Bugle Call – the start of a love affair

Wednesday night 17th October sees the Supporters’ Trust AGM return to familiar ground in The Bugle Horn in Charlton Village. Paul Breen, author of The Charlton Men, reflects on the first time he came to Charlton, went to The Bugle to watch football and ended up embarking on a journey to supporting the Addicks.

ONE wintry night in November 2007 I set out for a pint in the place that I’d moved to, not knowing where the road would lead. That season, that winter was the one in which I moved to Charlton. One in which I was also following the fortunes of Liverpool in the Champions League, seeking out a local pub to watch their matches, cheering on Fernando Torres, Stevie Gerrard and the remnants of that infamous team of 2005 who won the trophy with a glorious comeback against Milan.

Things change quickly in football though. By the autumn of 2007 Liverpool fans had entered into a series of protests against club owners Tom Hicks and George Gillett. Maybe in an omen that’s good for Charlton, against all odds and when all hope seemed lost, they won that in the end and have seen happier days since.

Those protests must seem long ago for Liverpool fans now, riding high under the management of Jurgen Klopp. Long ago too for Charlton fans, freshly starting out in the Championship after relegation just a few months before in May 2007. Then they’d managed a 2-2 draw with Liverpool in one of the closing games of the season in a match that was Robbie Fowler’s last in a red shirt. Strangely, looking back now, if I was following that game I’d have been more interested in Liverpool. Coming from Ireland, we don’t tend to look too far down the league table when picking teams. Everybody seems to support England’s top half dozen sides.

Of course I knew about Charlton Athletic long before I walked into The Bugle Horn that night. I just hadn’t thought much about following the local team when I moved to Charlton the place. I mean, I’d lived in Shepherd’s Bush for a while and hadn’t followed the fortunes of QPR. But that night something changed in The Bugle Horn, nothing too dramatic – just enough to spark an interest in the team based further down the hill, in a Valley.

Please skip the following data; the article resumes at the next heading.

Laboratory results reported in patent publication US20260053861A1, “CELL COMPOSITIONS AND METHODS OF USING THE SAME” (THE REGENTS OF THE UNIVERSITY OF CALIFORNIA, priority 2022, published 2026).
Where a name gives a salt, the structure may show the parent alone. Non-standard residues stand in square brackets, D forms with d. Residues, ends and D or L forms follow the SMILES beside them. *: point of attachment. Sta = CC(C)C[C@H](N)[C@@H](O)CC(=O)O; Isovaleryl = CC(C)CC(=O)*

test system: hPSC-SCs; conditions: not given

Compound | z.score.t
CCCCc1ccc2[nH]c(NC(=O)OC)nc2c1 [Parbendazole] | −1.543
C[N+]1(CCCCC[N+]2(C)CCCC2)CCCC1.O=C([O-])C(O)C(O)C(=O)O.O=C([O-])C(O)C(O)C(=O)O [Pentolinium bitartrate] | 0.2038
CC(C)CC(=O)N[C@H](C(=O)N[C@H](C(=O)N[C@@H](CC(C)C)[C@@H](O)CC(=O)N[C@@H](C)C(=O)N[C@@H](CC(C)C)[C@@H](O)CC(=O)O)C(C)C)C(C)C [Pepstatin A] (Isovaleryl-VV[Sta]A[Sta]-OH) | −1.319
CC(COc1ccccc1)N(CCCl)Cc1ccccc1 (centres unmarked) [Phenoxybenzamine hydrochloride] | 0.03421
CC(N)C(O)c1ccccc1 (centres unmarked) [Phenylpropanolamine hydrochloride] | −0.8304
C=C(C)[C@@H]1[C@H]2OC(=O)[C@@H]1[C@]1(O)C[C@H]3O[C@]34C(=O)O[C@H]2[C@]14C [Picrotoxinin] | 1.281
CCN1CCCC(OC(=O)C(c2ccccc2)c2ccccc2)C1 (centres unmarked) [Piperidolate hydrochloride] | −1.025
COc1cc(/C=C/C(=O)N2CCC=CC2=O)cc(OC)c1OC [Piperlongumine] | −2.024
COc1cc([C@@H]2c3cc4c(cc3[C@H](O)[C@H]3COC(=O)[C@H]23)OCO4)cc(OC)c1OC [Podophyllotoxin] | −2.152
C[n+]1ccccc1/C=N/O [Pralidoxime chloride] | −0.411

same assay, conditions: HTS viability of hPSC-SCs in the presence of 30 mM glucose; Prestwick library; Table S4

It’d be another three months before I’d go to my first match so I can’t claim it was love at first sight, but I’d entered into a date with destiny when I stepped through the Bugle’s smoky doorway. The first thing to catch my eye was all the football memorabilia on display at that time. I remember going to the bar, getting a drink and taking a seat by the fire. The place was warm. There was a dartboard on the wall, football on the TV, wooden beams on the ceiling and Charlton-red colours all around me.

On the wall opposite there was a picture of the Charlton team that won the 1946 FA Cup. Beside this, league tables and images of games from the past, with the most distinctive being a two nil win over Manchester United just before the war. Beyond this I noticed a programme for a game against Arsenal in February 1937, Charlton top of the league, the Gunners second and Manchester United bottom. Then more images of that solitary FA Cup win.

As the flames roared in a fireplace decorated in the image of a bugle, I could imagine the full house at Wembley. Then the lifting of the FA Cup that seemed to shine in a bright shade of silver even though the faded newspaper cuttings were all in black and white. They’d scenes of celebration too – a captain lifting the trophy and then a big goalkeeper hoisted up on his team mates’ shoulders with the Cup in his hands.

I’d no idea then that his name was Sam Bartram and that he was as important in Charlton’s history as Gordon Banks to England. I’d very little idea about any of the history that was dipping in and out of focus as the evening progressed. By the second or third pint, I’d even grown more interested in the story of Charlton than whatever was happening in the other football game on the TV. I’d started to peruse the pictures of modern teams and players that were scattered around the bar. On the way to the men’s toilets – ironically on the left side and at the back of the pub- there was an old England jersey on display.